Biggest takeaways from SEC Media Days: Day 3
Gary Pinkel believes his development is better than any team’s in college football. Bret Bielema invented a new language. Les Miles likens his freshman running back Leonard Fournette to Michael Jordan.
College Football Playoff Executive Director Bill Hancock talked selection committee process. Hancock went over the basics, where two semifinals are chosen from six rotating host bowls. The Sugar Bowl and the Rose Bowl will start off the rotation in 2015. The Sugar Bowl, Orange Bowl and Rose Bowl will keep the conference ties when it’s not a semifinal game. Obviously, the playoff teams and at-large teams are chosen by the selection committee. Hancock touted common sense.
“The format is very simple,” said Hancock. “It’s symmetrical, it’s beautiful — a four-team bracket. The committee will select the best four teams — no strings attached.
“The playoff wasn’t done for the money, it was done for the fans,” Hancock said. “They wanted more football, and they wanted a bracket.”
SEC’s coordinator of officials Steve Shaw also discussed the new rules for 2014. You can read those here.
Gary Pinkel doesn’t care about the star rankings; he doesn’t care whether you’re a two-, three- or four-star player, because he believes his developmental program is better than every other team’s in college football. Michael Sam was a two-star prospect, and he was the SEC’s Defensive Player of the Year. He also doesn’t care that many have Missouri being a non-factor this year. Why? Pinkel feels great about his team and process, but it’s mainly because of quarterback Maty Mauk, who Pinkel said had the it factor.
“I think he’s a very natural leader,” Pinkel said. “I knew that when he was in high school. He was one of those guys that he loves to play football, loves to compete. I think he’s a dual‑threat guy. He can run. He’s got very good speed. Put a lot of pressure on the defense utilizing both of those things.”
Pinkel isn’t the only one who believes in Mauk; he believes in himself, and he believes he can do similar things as Johnny Manziel.
“He could turn anything into a big play,” Mauk said of Manziel. “I feel like I have the ability to do similar things.”
I’m a believer, too. Mauk could become the SEC’s next big-time breakout star. And he and his team have embraced beards and mullets. I like him even more.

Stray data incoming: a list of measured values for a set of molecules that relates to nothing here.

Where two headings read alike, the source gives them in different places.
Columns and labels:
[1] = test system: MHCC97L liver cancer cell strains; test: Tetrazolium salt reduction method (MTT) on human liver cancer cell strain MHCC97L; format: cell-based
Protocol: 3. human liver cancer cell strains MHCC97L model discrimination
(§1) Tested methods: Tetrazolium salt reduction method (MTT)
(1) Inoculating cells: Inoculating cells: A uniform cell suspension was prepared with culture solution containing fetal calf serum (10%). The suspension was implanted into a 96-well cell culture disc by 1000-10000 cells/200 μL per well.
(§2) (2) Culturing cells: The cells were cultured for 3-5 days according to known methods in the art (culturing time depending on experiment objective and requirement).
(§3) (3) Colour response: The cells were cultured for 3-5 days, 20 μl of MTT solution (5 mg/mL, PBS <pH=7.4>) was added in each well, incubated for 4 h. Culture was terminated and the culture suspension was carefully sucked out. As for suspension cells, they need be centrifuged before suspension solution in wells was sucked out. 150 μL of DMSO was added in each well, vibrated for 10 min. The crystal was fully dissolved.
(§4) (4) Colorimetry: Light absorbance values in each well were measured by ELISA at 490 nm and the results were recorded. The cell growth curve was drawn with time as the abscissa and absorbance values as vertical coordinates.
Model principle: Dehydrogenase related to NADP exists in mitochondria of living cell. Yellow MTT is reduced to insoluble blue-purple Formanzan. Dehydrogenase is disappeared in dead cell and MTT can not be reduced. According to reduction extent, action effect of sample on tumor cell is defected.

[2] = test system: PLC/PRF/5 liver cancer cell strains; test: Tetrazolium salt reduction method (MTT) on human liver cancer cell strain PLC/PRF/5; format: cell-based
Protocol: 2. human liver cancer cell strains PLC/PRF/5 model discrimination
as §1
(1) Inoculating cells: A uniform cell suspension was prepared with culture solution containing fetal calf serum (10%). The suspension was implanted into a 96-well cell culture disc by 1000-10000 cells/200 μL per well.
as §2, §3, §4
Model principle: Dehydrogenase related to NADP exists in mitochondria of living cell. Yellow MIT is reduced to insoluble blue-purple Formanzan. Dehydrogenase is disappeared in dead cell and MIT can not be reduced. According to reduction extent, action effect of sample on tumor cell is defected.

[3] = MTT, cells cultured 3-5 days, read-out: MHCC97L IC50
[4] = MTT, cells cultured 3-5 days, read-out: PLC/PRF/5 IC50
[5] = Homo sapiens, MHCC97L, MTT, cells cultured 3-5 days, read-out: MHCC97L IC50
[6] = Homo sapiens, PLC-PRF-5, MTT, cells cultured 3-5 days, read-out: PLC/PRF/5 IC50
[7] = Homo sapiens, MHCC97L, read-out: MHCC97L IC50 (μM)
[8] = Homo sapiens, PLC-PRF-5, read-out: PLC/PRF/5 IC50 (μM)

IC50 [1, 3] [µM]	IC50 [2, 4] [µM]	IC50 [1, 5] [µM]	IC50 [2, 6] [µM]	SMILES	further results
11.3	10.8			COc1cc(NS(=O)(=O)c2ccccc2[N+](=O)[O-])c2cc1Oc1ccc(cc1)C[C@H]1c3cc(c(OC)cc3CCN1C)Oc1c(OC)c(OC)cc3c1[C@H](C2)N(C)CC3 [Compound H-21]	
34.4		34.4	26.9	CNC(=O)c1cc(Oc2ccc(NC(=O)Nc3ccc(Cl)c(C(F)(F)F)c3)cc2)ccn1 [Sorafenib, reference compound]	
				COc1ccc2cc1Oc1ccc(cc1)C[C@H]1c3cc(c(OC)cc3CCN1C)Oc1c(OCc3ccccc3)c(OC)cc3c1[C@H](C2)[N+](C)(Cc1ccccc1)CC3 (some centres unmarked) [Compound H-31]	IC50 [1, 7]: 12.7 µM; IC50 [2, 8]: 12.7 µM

Bret Bielema’s team developed a new term over spring practice: Hoganese. Yes, like Chinese or Japanese but only Hoganese. When asked by ESPNU to expound upon the new-found language, Bielema said he couldn’t, at all.
All kidding aside, Bielema said he knows a great fiction movie when he sees it. When asked to respond to Gary Pinkel’s stance of hurry-up, no-huddle offenses and their affect on player safety, of which Pinkel said it’s complete fiction and has no affect on player safety, Bielema said, “As for coach Pinkel, if he loves fiction, I love reality.” Bielema hasn’t softened his stance any on the subject, mainly because of player safety.
Bielema said his team is getting back to his core beliefs, and he isn’t changing his system because of one three-win season, as frustrating as it may have been. He has greater confidence in quarterback Brandon Allen than ever before, and he thinks the secondary will improve drastically. Bielema also said he looks forward to playing college football’s most difficult schedule.
Passing the torch
Get ready for it: I’m ready to pass the torch from Steve Spurrier to Les Miles as the most entertaining mouth of the south…err at SEC Media Days. While Spurrier was somewhat subdued this week with his projections and outlook on the season — that means he feels great about the year and his team, Miles is in a complete opposite situation and has a young team looking to become a contender.
Miles talked about his freshmen impact players, and he likened his new running back Leonard Fournette to one Michael Jordan, who had quiet confidence.
“Leonard Fournette is doing exactly what he should be doing,” Miles said. “He’s getting in the weight room, running, getting in great shape. Pursuing the classroom, got great grades. He’s quiet. He’s not assuming. He’s humble in his approach.
“I think it’s exactly where he needs to be. He expects himself to be something very special. I think if you look at Michael Jordan, he could not have been coached to be Michael Jordan. Michael Jordan accepted the role of expecting him to be better than any.”
To use Fournette and Jordan in the same sentence tells you all you need to know, and coaches don’t openly gush about players, especially ones who haven’t even taken a snap yet.
Despite being saturated with youth, Miles expects several freshmen to make immediate impacts; Fournette is one of them. Brandon Harris and Malachi Dupree are two others.
I recently wrote that Les Miles is the SEC’s most underrated coach, and he and LSU are being overlooked…again. That is true, and the media All-SEC teams and predicted order of finish come out tomorrow morning. We’ll see what the media thinks of LSU’s chances, whether they are a serious contender or will be facing a rebuilding season.